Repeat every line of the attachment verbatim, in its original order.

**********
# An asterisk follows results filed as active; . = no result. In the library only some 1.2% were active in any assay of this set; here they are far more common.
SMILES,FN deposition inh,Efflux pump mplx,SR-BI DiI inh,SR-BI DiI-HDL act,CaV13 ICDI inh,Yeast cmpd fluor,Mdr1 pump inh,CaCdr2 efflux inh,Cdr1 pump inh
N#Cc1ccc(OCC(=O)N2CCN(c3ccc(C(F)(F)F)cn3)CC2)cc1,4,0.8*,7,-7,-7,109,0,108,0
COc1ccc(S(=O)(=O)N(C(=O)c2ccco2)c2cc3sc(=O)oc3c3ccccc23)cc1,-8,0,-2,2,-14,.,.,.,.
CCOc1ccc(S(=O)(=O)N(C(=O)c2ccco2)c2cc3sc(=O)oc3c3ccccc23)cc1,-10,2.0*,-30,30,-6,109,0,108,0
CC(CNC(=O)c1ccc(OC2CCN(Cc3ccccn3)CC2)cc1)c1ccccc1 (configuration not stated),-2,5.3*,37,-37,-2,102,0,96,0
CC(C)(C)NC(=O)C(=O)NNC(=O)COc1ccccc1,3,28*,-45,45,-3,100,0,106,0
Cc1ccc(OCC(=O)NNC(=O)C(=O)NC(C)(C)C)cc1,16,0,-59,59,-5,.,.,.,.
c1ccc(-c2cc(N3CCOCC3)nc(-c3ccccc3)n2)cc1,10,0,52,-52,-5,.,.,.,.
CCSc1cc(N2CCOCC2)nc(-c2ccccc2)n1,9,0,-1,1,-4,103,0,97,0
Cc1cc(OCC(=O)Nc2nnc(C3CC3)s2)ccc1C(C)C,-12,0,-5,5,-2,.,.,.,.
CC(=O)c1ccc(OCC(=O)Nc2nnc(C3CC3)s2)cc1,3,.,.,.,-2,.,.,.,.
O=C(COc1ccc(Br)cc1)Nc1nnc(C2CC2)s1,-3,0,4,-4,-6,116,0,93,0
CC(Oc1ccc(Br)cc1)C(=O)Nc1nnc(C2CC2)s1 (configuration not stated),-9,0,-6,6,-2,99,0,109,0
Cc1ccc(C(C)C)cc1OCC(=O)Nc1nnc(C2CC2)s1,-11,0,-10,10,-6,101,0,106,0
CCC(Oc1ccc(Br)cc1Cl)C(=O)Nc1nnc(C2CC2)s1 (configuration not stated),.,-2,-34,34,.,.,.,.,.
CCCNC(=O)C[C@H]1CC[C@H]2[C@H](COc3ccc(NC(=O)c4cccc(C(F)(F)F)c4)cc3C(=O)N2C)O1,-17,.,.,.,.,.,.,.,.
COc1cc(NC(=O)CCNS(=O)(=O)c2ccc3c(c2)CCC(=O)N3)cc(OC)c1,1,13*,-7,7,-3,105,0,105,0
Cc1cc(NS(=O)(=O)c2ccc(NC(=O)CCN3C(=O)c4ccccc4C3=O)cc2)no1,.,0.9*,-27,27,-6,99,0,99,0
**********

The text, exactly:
# An asterisk follows results filed as active; . = no result. In the library only some 1.2% were active in any assay of this set; here they are far more common.
SMILES,FN deposition inh,Efflux pump mplx,SR-BI DiI inh,SR-BI DiI-HDL act,CaV13 ICDI inh,Yeast cmpd fluor,Mdr1 pump inh,CaCdr2 efflux inh,Cdr1 pump inh
N#Cc1ccc(OCC(=O)N2CCN(c3ccc(C(F)(F)F)cn3)CC2)cc1,4,0.8*,7,-7,-7,109,0,108,0
COc1ccc(S(=O)(=O)N(C(=O)c2ccco2)c2cc3sc(=O)oc3c3ccccc23)cc1,-8,0,-2,2,-14,.,.,.,.
CCOc1ccc(S(=O)(=O)N(C(=O)c2ccco2)c2cc3sc(=O)oc3c3ccccc23)cc1,-10,2.0*,-30,30,-6,109,0,108,0
CC(CNC(=O)c1ccc(OC2CCN(Cc3ccccn3)CC2)cc1)c1ccccc1 (configuration not stated),-2,5.3*,37,-37,-2,102,0,96,0
CC(C)(C)NC(=O)C(=O)NNC(=O)COc1ccccc1,3,28*,-45,45,-3,100,0,106,0
Cc1ccc(OCC(=O)NNC(=O)C(=O)NC(C)(C)C)cc1,16,0,-59,59,-5,.,.,.,.
c1ccc(-c2cc(N3CCOCC3)nc(-c3ccccc3)n2)cc1,10,0,52,-52,-5,.,.,.,.
CCSc1cc(N2CCOCC2)nc(-c2ccccc2)n1,9,0,-1,1,-4,103,0,97,0
Cc1cc(OCC(=O)Nc2nnc(C3CC3)s2)ccc1C(C)C,-12,0,-5,5,-2,.,.,.,.
CC(=O)c1ccc(OCC(=O)Nc2nnc(C3CC3)s2)cc1,3,.,.,.,-2,.,.,.,.
O=C(COc1ccc(Br)cc1)Nc1nnc(C2CC2)s1,-3,0,4,-4,-6,116,0,93,0
CC(Oc1ccc(Br)cc1)C(=O)Nc1nnc(C2CC2)s1 (configuration not stated),-9,0,-6,6,-2,99,0,109,0
Cc1ccc(C(C)C)cc1OCC(=O)Nc1nnc(C2CC2)s1,-11,0,-10,10,-6,101,0,106,0
CCC(Oc1ccc(Br)cc1Cl)C(=O)Nc1nnc(C2CC2)s1 (configuration not stated),.,-2,-34,34,.,.,.,.,.
CCCNC(=O)C[C@H]1CC[C@H]2[C@H](COc3ccc(NC(=O)c4cccc(C(F)(F)F)c4)cc3C(=O)N2C)O1,-17,.,.,.,.,.,.,.,.
COc1cc(NC(=O)CCNS(=O)(=O)c2ccc3c(c2)CCC(=O)N3)cc(OC)c1,1,13*,-7,7,-3,105,0,105,0
Cc1cc(NS(=O)(=O)c2ccc(NC(=O)CCN3C(=O)c4ccccc4C3=O)cc2)no1,.,0.9*,-27,27,-6,99,0,99,0